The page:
Danielle Rennard, Staff Writer
The solution to cleaning up devastating oil spills might be closer than everyone had expected. It might even be so close that you could find it on your kitchen counter. According to a new study, bananas may be the answer to cleaning up oil spills that pollute oceans and endanger marine life. Could this be possible? Could something so simple fix such a massive and complicated problem? Scientists are hoping that they have discovered the most efficient way to safely clean up oil and save oceans after terrible accidents.
Indian researchers have conducted a study that has concluded that fibre from the stem of the banana plant can actually absorb oil from spills. Carbohydrate Polymers, an online journal published last month, announced that scientists have found that when treated with certain chemicals, the banana fibre can absorb up to 18 times their weight in oil. Scientists that carried out the study at the Institute of Chemical Technology (ICT) in Mumbai, India stated that they knew the absorptive aspects of the banana fibre. The downfall was that the fibre absorbed both water and oil. This greatly reduced its effectiveness and made scientists question if the banana could still be a successful and plausible way to clean up oil spills.
This banana fibre study was led by Mangesh D. Teli, who is a professor of fibre and textile at the ICT. As a result of the discovery that the fibre also absorbed water, the researchers created a way to treat banana fibres with chemicals. These chemicals would result in the fibres repelling water while absorbing oil, a fossil fuel. The experiments showed that the fibres’ oil absorption capacity improved tremendously after they were acetylated, the addition of a molecule or compound, with acetic anhydride. The catalyst, a substance that increases the rate of a chemical reaction, used for the acetylation process was N-Bromosuccinimide.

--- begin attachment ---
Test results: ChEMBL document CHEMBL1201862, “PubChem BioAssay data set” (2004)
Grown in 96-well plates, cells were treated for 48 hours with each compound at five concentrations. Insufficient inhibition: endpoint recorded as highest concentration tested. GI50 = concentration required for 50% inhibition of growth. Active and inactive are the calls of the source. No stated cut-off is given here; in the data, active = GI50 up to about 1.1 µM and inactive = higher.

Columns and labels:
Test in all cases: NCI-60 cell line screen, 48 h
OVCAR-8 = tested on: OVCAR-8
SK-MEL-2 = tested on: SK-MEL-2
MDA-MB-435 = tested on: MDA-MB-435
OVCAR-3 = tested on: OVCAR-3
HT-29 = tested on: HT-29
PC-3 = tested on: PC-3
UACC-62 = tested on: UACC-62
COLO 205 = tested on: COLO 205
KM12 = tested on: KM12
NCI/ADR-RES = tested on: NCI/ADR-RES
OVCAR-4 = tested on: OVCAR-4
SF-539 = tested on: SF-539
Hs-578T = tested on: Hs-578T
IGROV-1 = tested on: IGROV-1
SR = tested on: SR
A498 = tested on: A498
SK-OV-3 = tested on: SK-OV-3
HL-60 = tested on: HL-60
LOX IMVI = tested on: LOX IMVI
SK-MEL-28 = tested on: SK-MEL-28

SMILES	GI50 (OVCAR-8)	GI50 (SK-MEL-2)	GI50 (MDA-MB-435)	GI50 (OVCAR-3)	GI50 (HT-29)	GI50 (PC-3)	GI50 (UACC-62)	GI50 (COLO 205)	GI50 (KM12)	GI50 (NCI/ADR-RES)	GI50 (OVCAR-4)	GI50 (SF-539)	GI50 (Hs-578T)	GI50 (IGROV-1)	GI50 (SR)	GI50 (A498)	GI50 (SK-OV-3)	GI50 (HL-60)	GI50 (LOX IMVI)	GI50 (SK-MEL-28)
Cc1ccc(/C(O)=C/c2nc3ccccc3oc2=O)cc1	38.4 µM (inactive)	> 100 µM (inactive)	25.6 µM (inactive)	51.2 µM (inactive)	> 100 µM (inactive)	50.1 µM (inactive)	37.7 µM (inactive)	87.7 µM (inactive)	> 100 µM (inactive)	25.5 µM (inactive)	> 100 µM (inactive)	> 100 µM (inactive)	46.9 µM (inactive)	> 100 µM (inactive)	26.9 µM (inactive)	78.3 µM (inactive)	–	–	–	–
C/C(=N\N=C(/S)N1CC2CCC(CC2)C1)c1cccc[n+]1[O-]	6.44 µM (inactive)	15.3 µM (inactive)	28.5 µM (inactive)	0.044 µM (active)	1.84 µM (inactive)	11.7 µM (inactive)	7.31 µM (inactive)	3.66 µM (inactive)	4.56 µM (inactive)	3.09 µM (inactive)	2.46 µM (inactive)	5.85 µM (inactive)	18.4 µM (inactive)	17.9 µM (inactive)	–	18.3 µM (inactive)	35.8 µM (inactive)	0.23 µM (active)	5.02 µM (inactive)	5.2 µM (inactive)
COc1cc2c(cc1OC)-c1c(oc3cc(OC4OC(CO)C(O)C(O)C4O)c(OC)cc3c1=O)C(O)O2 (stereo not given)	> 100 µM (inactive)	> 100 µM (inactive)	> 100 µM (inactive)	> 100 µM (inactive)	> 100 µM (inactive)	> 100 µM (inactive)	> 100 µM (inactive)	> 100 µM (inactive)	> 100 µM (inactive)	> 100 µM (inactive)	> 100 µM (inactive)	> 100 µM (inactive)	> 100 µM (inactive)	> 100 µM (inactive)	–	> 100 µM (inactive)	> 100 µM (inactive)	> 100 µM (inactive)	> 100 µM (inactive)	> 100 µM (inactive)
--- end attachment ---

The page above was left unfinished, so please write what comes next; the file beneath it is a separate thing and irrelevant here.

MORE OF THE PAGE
Teli told SciDev.net, “Banana fibre’s water absorbing property is because of the hydroxyl groups in the chemical structure of cellulose. When treated with acetic anhydride, the hydroxyl groups get converted into acetates, which do not attract water.”
Bhaskar Rao, a natural fibre scientist at ICT, told SciDev.net that not only was the absorption capacity of the banana fibre improved, but its durability was as well. However, Rao stated that the fibres might not be effective with oil spills that contain certain chemical pollutants. He explained that certain chemicals have a corrosive effect that the banana fibres would not be able to withstand. Prashant Kumar Bhattacharya, professor of chemical engineering at ICT, also said that another issue was that there is organized collection of the banana fibre.
Currently, organic compounds such as polypropylene and polyurethane are what mainly make up the large sponges used to clean up oil spills.
The problem with this is that these synthetic materials are non-biodegradable and aren’t safely disposed. However, if sponges were made of acetylated banana fibre, the environment would not be harmed and the oil could be safely absorbed. If scientists can find a way to chemically enhance the fibre even more and allow it to not be effected by certain corrosive chemicals, the banana might be the answer to cleaning up horrendous oil spills.